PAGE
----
Canada | Travel

How I Visited 11 of Canada’s National Parks in 11 Years

July 31, 2015

I’m a big fan of Parks Canada nation­al parks. I don’t vis­it them enough to have an annu­al pass, but when­ev­er there is one close to where I am and I have the time to vis­it it, I will vis­it it. My log­ic is, there must be some­thing very spe­cial about a park that they had to turn it into a nation­al park so it must be worth a vis­it. I still have yet to be dis­ap­point­ed by a vis­it to a nation­al park and real­ly wish that I could vis­it them more often. In my defense, the clos­est nation­al park to where I live is about 3–4 hours dri­ve away so it’s not like I could just walk to one. ;-)

Any­way, in my 11 years of liv­ing in Canada, I have man­aged to vis­it 11 of Canada’s nation­al parks in 8 provinces. I’m one of the few lucky Cana­di­ans to have had the chance to vis­it all 10 Cana­di­an provinces. Unfor­tu­nate­ly, I didn’t get the chance to vis­it any nation­al parks when I was in New Brunswick and Man­i­to­ba due to one rea­son or anoth­er. But I’m sure I’ll get around to it some­day. Wapusk Nation­al Park in Man­i­to­ba and Fundy Nation­al Park in New Brunswick are high on the list of nation­al parks I’d like to vis­it!

Of all the nation­al parks I’ve ever vis­it­ed, 3 are in British Columbia, 2 in Alber­ta, and only one in Saskatchewan, Ontar­io, Que­bec, Nova Sco­tia, PEI, and New­found­land and Labrador. The most nation­al parks I’ve ever vis­it­ed in one trip is 5, in 3 provinces, in only 10 days. If that didn’t make me one of the biggest fans of Parks Canada, I don’t know what will. :-) This is a quick round-up of my vis­its to all 11 parks. (All the pho­tos are mine but none of the videos is mine.)

Bruce Peninsula National Park in Ontario (2004)

The Grotto at Bruce Peninsula National Park.
The Grot­to at Bruce Penin­su­la Nation­al Park.

This nation­al park will always have a spe­cial place in my heart as the first Parks Canada nation­al park I’ve ever been to. It was 2004, near the end of my first vis­it to Canada. My then-boyfriend, now-hus­band thought he’d take me for an overnight trip some­where nice. He decid­ed on Tober­mory in the Bruce Penin­su­la. I was a big city girl and wasn’t big on hik­ing at all at the time, so I wasn’t over­ly impressed when the boyfriend took me to the park for a lit­tle hike, because I thought all I’d see would be just trees after trees after trees. Bor­ing! Well, not quite. After a rel­a­tive­ly short hike, we arrived at the Indi­an Head Cove and my jaw dropped. The clear, green water of the Geor­gian Bay, the cliffs, the grot­to, the light… So beau­ti­ful! I fell in love with every­thing. I want­ed more of the­se! I had to see more! And so it began, my love affair with Canada’s nation­al parks.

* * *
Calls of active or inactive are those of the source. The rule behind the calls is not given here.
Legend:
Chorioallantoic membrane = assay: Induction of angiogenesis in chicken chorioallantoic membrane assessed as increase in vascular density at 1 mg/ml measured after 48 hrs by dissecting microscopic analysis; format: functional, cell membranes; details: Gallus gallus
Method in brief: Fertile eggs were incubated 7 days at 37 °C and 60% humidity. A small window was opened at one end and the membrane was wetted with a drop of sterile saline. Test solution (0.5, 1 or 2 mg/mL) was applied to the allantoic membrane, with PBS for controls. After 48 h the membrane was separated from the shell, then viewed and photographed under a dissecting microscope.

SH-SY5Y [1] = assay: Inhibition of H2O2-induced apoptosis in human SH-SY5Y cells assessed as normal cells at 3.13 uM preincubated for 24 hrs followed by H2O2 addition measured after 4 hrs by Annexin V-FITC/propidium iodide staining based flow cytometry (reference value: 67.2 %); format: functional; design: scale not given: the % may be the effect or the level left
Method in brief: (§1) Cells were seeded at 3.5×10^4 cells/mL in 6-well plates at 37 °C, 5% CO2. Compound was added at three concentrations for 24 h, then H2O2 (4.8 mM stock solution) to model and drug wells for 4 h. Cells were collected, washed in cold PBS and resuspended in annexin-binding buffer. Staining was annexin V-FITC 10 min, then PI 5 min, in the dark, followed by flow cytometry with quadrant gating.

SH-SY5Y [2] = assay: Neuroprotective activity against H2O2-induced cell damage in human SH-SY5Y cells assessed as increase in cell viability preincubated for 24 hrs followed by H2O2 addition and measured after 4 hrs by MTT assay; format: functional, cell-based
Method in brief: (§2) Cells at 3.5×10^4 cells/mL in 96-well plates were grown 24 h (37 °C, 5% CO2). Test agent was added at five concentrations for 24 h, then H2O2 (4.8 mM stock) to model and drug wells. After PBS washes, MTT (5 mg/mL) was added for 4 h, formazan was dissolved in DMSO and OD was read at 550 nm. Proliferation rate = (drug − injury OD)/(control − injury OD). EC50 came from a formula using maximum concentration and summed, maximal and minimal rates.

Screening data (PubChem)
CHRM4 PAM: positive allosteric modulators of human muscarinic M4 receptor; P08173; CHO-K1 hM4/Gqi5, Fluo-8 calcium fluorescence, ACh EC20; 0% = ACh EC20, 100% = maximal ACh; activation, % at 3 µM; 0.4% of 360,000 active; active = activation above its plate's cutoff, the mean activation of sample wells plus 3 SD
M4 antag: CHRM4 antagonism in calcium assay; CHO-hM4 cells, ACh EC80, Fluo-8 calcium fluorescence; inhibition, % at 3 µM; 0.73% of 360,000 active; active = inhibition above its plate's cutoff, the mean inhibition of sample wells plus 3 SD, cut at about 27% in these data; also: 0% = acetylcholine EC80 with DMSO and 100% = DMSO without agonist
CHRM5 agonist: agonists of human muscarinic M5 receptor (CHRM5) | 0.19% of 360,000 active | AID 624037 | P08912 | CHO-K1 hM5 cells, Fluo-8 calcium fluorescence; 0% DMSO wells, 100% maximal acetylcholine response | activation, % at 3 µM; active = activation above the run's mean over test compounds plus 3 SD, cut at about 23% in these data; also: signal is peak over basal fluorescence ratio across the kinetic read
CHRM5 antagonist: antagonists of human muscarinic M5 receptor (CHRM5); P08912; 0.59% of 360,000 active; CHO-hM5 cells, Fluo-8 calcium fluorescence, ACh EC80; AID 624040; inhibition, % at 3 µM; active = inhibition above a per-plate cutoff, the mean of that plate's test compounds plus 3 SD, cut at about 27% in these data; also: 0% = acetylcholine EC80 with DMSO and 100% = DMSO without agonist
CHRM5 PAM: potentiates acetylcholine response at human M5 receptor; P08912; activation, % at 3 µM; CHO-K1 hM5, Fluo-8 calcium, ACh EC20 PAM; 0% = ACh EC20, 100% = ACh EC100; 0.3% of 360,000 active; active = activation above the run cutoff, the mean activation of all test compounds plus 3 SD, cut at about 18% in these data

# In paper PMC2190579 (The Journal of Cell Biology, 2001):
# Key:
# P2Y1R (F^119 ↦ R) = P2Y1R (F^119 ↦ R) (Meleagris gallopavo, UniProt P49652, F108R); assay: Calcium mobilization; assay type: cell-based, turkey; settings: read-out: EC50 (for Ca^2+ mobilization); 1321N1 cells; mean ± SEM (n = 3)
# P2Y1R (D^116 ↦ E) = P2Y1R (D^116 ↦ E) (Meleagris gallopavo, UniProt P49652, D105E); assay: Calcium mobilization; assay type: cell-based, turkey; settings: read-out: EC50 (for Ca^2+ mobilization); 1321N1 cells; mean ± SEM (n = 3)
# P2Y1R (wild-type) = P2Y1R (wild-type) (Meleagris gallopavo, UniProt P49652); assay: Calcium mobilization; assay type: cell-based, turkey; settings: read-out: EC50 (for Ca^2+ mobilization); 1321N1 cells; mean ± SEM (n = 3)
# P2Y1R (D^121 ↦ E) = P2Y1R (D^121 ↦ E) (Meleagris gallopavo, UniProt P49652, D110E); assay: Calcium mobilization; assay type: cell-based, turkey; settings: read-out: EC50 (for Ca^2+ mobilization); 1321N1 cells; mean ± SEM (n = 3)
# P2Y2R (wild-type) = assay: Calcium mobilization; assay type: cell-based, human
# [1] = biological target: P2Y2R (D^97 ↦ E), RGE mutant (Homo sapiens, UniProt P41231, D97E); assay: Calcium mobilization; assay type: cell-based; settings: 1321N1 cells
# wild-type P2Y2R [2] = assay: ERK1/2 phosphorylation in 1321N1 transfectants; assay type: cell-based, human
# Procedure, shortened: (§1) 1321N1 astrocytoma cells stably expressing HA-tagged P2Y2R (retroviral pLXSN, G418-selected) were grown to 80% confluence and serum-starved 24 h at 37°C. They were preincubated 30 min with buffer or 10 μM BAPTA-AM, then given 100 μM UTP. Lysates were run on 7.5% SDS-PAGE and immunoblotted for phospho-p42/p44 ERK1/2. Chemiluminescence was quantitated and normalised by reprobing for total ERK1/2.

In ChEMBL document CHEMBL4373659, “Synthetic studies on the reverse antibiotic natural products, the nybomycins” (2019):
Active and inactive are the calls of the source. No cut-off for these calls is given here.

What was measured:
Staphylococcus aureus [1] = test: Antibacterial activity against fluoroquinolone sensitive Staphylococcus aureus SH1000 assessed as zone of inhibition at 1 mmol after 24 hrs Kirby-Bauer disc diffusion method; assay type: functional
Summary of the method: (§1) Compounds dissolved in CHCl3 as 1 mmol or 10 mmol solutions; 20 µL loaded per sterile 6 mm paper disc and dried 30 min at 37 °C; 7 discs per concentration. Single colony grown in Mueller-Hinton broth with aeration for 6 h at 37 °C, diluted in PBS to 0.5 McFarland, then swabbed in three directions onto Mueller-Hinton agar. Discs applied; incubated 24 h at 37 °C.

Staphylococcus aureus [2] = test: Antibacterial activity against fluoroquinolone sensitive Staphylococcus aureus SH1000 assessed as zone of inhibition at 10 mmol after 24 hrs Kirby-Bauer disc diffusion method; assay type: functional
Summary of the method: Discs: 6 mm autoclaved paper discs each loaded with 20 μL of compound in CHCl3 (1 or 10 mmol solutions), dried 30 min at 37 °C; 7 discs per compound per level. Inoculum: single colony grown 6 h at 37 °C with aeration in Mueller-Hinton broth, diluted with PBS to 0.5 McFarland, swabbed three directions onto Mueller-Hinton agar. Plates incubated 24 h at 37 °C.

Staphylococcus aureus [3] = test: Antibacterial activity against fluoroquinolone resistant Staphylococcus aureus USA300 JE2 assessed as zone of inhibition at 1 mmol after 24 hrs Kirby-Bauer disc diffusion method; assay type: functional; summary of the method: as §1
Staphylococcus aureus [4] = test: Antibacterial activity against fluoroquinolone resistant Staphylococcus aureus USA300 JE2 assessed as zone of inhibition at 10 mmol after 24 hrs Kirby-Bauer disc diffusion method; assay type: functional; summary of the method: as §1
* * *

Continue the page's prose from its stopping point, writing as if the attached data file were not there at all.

Web­site: Bruce Penin­su­la Nation­al Park

Cape Breton Highlands National Park in Nova Scotia (2005)

Our poor old car on the Cabot Trail.
Our deceased car Syd on the Cabot Trail.

I had heard only good things about Cape Bre­ton High­lands, but espe­cial­ly about its abun­dance of moose. I was real­ly inter­est­ed in see­ing moose in their nat­u­ral habi­tat at the time. Nat­u­ral­ly, when we went out East for our hon­ey­moon in 2005, we had to go there. Well, long sto­ry short, we didn’t see any moose, but we didn’t real­ly spend much time in the park either. We just drove the Cabot Trail. I was quite impressed with the views. I saw some of the most beau­ti­ful sights I had ever seen in my life there. It was as if the ocean and the moun­tains took turn to impress us through­out the dri­ve. It was, after all, one of Canada’s most scenic dri­ves, and the first one for me. It cer­tain­ly did not dis­ap­point. The dri­ve was one of the high­lights of our hon­ey­moon, and to this day, I’m still par­tial to coastal dri­ves when it comes to road trips. Only one-third of the Cabot Trail is part of the nation­al park, but I think that one-third is the best part of the dri­ve. Def­i­nite­ly one I’d like to revis­it in the future.

Web­site: Cape Bre­ton High­lands Nation­al Park

Jasper National Park in Alberta (2007)

Spirit Island on Maligne Lake in Jasper National Park.
Spir­it Island on Maligne Lake in Jasper Nation­al Park.

Jasper Nation­al Park is where I fell in love with the Cana­di­an Rock­ies. It was my first vis­it to West­ern Canada (that is not a lay­over). We drove all the way from Van­cou­ver to get to Jasper (long sto­ry) and I was all gid­dy with antic­i­pa­tion through­out the dri­ve. May­be I would final­ly get to see a moose in the wild! Well, I saw all sorts of wildlife there: pikas, wood­land cari­bous, mule deer, wolves, moun­tain goats… but no moose. The amaz­ing land­scape, how­ev­er, total­ly made up for the lack of moose sight­ings. The boat tour to Spir­it Island on Maligne Lake was great. The sweep­ing moun­tain view from the top of Whistler’s Moun­tain was breath­tak­ing. The trip to the Columbia Ice­field was a lot of fun. The water­falls, the lakes, and the rivers were beau­ti­ful. Jasper was per­fect. I didn’t want to leave. But alas, I had to. I didn’t go back there until 7 years lat­er (last year), when we went to vis­it the new­ly-opened Glac­i­er Sky­walk.

Web­site: Jasper Nation­al Park

Banff National Park in Alberta (2007)